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Blue Ribbon Schools


A Blue Ribbon award is the most prestigious national honor available in the world of pre-college education. It is a symbol of quality that brings distinction to the school and to the community. The program recognizes schools that have sustained success in the intellectual, moral, social and physical growth of students as well as schools that have shown significant improvement in these areas or have overcome serious obstacles. There are three main purposes to the Blue Ribbon program:

  • To recognize public and private schools in the United States
  • To establish effective school criteria for self-assessment
  • To disseminate and instill these criteria among schools

The Blue Ribbon signifies that the school has met the stringent criteria established by the Texas Education Agency (TEA) as well as by a national review panel of 100 educators. Principals from winning schools insist that national, as well as local, recognition of the school conveys to the community and the school personnel the high quality of education provided to the students: this, in turn, fuels further commitment to success.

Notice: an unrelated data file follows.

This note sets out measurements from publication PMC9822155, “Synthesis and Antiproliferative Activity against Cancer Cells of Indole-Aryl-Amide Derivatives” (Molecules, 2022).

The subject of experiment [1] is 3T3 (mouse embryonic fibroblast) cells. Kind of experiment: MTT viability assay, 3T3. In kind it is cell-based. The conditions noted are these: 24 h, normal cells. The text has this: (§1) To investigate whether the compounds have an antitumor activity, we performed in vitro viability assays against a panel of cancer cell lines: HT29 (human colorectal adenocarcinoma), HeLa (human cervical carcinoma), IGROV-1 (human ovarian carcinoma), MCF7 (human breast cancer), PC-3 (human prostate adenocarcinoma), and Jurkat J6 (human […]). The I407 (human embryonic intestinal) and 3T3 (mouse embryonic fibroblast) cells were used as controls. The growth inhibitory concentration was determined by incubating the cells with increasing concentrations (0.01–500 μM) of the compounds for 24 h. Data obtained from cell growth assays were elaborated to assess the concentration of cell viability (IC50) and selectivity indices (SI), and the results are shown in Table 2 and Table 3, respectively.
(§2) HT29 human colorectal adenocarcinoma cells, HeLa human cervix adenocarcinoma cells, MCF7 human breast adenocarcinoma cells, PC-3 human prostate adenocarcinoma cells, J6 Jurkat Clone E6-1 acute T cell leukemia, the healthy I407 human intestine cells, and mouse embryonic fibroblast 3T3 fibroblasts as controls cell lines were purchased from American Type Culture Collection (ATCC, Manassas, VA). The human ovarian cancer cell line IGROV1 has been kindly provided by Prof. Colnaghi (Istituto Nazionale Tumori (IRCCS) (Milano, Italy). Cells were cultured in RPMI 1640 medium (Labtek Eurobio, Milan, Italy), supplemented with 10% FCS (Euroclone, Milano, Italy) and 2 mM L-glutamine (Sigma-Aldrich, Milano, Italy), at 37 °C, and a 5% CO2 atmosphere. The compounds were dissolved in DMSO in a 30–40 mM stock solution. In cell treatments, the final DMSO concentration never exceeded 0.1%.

Any K-12 school, public or private, which has been in operation for at least five years is eligible to compete for a Blue Ribbon award. This includes all 50 states, the District of Columbia, Puerto Rico, U.S. Virgin Islands, and schools operated by the Bureau of Indian Affairs and the Department of Defense. Elementary and secondary schools are judged in alternate years.


The Blue Ribbon program was established in 1982 by the U.S. Department of Education and has grown in popularity with each passing year and in the Texas area, the number has increased every year. The application process, an arduous task taking up to a year to complete, serves as an outstanding method of self-evaluation for the school: pointing out both strengths and weaknesses. In order to qualify to receive national recognition, a school committee has to describe the means in which it has met its own goals, as well as how it has fulfilled both state and national goals. Their conclusion was that superior schools are not the result of a "quick fix", but are schools that have a long-term strategy to achieve high goals. The study led the committee to agree on eight necessary measures for a school to attain and sustain academic success:

  1. Student focus and support
  2. School organization and culture
  3. Challenging standards and curriculum
  4. Active teaching and learning
  5. Professional community
  6. Leadership and educational vitality
  7. School, family and community partnerships
  8. Indicators of success

An aspect of the Blue Ribbon program that the committee emphasized was the importance of self-assessment. Belinda Flores of TEA in Austin is quick to point out that if schools participate only for the opportunity to win an award, they are in it for the wrong reason. "Just going through the application process alone", claims Flores “will benefit the school. You'd be surprised at what schools learn about their strengths and weaknesses just by filling out the form." Completing the form is challenging. The following is an example of just one of the many questions included on the form: